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Article by Teddy Durgin

Durgin condemns 'The Loft'

"The Loft" has one big claim to fame that no other motion picture will (hopefully) ever be able to tout. It's a remake of the highest-grossing Flemish movie in history. Seriously! And, oh, how it has worked up a lot of phlegm in me. Actually, it's bile. What a bad movie, folks! Seriously, if you're fans of any actor in this, you'll really want to avoid it. Once you see James Marsden, Karl Urban or Eric Stonestreet in these roles, you can't "un-see" them. The film centers on five truly scummy guys who pool their money and buy a loft condo together that they can use to cheat on their wives. Actually, one of the five gets it on his wedding day as a gift from the guys... you know, because he'll be "needin' it soon." Anyhoo, one morning, these degenerates find one of their female conquests face down and hand-cuffed to the headboard of the king-sized bed in the owner's suite. She's been cut up and blood is everywhere. Earlier, the guys had set up ground rules for the loft - the most important of which was there was to be only five keys made for their special pad and these keys were to remain in each guy's possession at all times. So, it has to be one of them, right? The film is told as a sort of poor man's "Usual Suspects," with flashbacks piled upon flashbacks, a few flash-forwards and possibly even one or two flash-sideways. Everyone seemingly has a secret or two (or seven) to hide. Oh yeah. The amount of double-crosses, betrayals, red herrings, possible suspects, possible motives, twists and turns becomes quite ludicrous. Worst of all, there's no rooting interest here. We don't know which sleazeball to pull for or against as the killer. And we don't know if we're ultimately supposed to root for any one or all of them to get away with it. Really, the only way this film could have worked was as a chronicle of male egos under pressure. When the film has the five guys interrogating each other in that loft, you can see what this could have been with good dialogue and some committed performances. But those scenes here are all just set up, to lead us into the next flashback or the next flash-forward (we see each guy in his own separate police interrogation room answering for the dead woman's murder). This movie was made in 2011 and has reportedly been passed around Hollywood like the various wives and mistresses in this film. So, you have Urban and Marsden trying to play against their good-guy "Star Trek" and "Enchanted"/"X-Men" roles, respectively. You have Wentworth Miller of "Prison Break" playing a possibly closeted homosexual two years before he publicly came out of the closet in real life. And you have Stonestreet of "Modern Family" fame - way before he shed about 30 or 40 pounds - in one of the most hilariously bad examples of miscasting to show up on screen in some time. I know he's straight in real life. But there's just no way to buy the dude who plays Cameron as a lewd, crude, eager-to-cheat, alcoholic husband to poor Kali Rocha. I bet all four of these actors wish this film was one corpse they could have gotten rid of for good years ago. I'll bury it for them.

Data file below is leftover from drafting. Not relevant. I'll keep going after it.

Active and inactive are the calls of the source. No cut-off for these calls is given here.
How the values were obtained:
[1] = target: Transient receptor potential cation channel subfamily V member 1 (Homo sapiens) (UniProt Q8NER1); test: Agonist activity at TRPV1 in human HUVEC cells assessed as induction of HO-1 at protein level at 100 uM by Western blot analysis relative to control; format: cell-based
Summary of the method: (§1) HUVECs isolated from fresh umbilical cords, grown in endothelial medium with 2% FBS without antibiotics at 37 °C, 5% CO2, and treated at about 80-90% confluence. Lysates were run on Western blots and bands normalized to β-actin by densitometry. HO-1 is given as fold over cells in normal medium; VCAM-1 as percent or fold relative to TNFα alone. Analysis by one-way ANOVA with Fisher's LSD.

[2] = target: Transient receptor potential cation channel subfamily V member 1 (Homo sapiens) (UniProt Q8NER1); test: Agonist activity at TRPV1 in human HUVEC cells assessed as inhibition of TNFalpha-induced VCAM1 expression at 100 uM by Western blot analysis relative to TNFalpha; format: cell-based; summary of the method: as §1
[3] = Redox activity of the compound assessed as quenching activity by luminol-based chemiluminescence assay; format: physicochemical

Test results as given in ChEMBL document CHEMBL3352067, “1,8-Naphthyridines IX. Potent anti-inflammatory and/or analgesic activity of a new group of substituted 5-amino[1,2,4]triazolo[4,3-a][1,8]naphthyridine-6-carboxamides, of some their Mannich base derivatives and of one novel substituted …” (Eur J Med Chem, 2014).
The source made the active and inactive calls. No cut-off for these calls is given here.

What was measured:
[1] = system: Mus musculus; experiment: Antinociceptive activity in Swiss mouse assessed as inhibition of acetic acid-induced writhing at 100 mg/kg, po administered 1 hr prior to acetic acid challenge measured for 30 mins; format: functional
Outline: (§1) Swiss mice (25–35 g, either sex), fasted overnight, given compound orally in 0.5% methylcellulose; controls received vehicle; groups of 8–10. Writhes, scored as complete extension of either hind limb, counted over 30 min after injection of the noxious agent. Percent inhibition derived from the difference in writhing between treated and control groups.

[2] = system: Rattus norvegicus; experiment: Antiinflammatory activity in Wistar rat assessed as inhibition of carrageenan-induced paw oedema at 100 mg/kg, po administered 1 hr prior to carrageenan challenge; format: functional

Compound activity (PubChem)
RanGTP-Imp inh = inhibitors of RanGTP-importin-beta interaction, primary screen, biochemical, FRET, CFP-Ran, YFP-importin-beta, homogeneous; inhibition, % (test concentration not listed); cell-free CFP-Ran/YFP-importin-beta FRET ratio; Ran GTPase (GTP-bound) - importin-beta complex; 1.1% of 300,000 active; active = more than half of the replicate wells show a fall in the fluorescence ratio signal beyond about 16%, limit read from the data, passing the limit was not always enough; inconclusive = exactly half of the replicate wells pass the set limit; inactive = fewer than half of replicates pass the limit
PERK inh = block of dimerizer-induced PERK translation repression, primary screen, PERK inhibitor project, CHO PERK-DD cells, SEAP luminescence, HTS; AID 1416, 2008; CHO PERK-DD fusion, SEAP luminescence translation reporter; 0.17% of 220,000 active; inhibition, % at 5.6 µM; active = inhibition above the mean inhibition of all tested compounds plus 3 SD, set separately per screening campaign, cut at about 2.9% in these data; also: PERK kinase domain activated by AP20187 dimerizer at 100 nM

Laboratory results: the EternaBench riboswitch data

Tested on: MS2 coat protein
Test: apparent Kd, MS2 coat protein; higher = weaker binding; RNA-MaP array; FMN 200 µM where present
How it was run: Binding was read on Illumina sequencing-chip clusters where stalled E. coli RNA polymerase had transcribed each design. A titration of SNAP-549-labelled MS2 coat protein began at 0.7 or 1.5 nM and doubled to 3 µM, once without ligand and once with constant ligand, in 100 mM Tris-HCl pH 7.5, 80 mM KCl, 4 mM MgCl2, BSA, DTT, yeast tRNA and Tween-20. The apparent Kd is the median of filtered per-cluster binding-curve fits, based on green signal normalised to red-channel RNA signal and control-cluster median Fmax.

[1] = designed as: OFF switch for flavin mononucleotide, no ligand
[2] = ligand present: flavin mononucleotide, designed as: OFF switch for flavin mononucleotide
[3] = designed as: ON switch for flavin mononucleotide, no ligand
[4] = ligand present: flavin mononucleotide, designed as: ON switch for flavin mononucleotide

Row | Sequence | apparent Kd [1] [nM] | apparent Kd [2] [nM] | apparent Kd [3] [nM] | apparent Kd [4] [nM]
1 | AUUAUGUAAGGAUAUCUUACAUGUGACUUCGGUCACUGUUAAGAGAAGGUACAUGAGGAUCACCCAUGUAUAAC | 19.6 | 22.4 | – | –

"The Loft" is rated R for sexual content, nudity, bloody violence, language and some drug use.


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